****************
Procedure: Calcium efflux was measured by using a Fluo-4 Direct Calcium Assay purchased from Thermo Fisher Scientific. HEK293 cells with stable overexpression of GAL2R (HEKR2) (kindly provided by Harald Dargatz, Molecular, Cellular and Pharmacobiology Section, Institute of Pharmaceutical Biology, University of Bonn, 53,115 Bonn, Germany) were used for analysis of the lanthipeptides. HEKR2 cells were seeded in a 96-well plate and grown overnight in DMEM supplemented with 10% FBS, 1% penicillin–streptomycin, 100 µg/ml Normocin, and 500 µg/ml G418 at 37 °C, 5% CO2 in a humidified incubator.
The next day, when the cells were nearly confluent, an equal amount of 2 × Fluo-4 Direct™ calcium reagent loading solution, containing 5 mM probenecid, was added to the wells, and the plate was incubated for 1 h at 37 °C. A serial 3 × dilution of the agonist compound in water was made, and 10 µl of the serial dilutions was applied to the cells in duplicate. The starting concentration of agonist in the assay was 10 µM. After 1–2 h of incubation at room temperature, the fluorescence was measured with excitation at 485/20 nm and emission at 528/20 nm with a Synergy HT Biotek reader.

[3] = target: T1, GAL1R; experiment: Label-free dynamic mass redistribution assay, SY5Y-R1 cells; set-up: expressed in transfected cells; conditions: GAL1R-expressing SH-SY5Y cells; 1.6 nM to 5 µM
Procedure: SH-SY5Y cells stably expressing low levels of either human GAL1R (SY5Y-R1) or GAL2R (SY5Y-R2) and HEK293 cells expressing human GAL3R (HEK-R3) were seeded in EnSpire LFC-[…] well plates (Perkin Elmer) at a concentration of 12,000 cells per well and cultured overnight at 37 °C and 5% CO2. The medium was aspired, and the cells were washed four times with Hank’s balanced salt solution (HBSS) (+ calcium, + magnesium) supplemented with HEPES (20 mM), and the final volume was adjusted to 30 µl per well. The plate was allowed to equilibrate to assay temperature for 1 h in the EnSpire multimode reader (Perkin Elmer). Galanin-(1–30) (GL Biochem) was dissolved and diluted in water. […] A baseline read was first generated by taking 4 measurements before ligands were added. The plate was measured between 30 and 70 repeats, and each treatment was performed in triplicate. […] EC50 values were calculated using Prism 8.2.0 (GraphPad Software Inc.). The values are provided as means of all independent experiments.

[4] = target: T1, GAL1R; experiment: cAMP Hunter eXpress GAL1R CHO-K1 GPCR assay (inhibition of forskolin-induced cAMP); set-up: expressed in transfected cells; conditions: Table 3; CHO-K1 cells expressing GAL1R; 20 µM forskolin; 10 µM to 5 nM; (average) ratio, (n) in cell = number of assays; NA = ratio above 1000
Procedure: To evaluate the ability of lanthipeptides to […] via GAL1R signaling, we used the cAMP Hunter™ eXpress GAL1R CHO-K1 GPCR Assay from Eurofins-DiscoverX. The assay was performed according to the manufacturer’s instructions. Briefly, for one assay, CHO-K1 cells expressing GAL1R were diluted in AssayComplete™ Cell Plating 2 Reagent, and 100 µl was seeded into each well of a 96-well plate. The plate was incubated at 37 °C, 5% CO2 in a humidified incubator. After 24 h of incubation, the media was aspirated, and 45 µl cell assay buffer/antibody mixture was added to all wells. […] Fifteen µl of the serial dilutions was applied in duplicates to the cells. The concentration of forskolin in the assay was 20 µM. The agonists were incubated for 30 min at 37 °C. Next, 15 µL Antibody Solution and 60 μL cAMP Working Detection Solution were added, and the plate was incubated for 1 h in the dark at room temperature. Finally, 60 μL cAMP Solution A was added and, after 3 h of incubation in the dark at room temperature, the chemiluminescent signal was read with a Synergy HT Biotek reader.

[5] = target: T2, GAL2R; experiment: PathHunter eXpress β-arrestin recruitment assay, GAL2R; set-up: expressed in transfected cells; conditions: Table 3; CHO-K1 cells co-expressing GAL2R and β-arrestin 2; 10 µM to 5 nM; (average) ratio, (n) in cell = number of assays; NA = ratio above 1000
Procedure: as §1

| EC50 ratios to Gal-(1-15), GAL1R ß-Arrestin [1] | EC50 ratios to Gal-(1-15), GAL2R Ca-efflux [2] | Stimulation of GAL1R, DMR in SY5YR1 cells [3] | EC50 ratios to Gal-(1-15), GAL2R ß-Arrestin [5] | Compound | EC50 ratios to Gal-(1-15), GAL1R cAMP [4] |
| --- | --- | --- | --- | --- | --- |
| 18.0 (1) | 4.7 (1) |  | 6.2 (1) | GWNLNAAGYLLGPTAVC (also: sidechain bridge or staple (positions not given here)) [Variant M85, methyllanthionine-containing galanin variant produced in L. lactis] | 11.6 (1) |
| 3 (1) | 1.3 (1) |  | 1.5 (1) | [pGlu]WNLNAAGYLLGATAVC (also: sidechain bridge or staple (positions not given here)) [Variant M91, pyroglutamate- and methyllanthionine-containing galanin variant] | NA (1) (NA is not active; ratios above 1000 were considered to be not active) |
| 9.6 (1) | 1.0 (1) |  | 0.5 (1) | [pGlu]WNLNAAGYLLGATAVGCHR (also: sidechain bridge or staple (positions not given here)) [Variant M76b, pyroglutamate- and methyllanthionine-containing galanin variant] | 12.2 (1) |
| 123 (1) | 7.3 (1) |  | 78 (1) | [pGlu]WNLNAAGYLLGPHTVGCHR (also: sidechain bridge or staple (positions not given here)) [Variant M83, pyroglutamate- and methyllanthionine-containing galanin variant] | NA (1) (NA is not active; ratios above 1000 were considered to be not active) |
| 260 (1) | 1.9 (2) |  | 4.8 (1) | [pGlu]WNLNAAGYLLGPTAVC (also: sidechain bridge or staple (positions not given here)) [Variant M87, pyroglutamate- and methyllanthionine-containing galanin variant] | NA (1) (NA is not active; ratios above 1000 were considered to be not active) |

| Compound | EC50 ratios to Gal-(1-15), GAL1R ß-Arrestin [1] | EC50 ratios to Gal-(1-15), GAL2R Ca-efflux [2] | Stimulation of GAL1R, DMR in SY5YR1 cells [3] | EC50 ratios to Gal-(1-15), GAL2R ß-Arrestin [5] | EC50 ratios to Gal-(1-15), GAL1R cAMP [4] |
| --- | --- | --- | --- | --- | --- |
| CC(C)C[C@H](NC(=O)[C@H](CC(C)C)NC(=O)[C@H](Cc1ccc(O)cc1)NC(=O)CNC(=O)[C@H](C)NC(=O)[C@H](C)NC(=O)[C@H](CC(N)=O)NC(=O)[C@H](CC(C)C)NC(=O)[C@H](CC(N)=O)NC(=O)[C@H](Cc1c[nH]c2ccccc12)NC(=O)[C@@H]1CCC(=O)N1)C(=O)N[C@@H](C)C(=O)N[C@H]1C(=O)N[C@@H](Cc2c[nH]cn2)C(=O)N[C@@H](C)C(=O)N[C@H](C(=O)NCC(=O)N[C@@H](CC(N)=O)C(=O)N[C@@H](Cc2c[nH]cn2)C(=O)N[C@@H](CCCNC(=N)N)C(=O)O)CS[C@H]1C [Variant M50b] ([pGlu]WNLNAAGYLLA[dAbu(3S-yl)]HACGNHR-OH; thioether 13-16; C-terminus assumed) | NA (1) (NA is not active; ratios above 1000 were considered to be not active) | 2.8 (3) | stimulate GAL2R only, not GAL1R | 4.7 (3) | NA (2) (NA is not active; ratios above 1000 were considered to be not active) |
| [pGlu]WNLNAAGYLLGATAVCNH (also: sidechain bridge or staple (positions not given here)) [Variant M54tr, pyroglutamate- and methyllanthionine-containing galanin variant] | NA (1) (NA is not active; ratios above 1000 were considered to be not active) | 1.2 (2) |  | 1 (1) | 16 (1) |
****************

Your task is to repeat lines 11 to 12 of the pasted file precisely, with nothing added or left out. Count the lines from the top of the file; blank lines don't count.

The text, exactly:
| 18.0 (1) | 4.7 (1) |  | 6.2 (1) | GWNLNAAGYLLGPTAVC (also: sidechain bridge or staple (positions not given here)) [Variant M85, methyllanthionine-containing galanin variant produced in L. lactis] | 11.6 (1) |
| 3 (1) | 1.3 (1) |  | 1.5 (1) | [pGlu]WNLNAAGYLLGATAVC (also: sidechain bridge or staple (positions not given here)) [Variant M91, pyroglutamate- and methyllanthionine-containing galanin variant] | NA (1) (NA is not active; ratios above 1000 were considered to be not active) |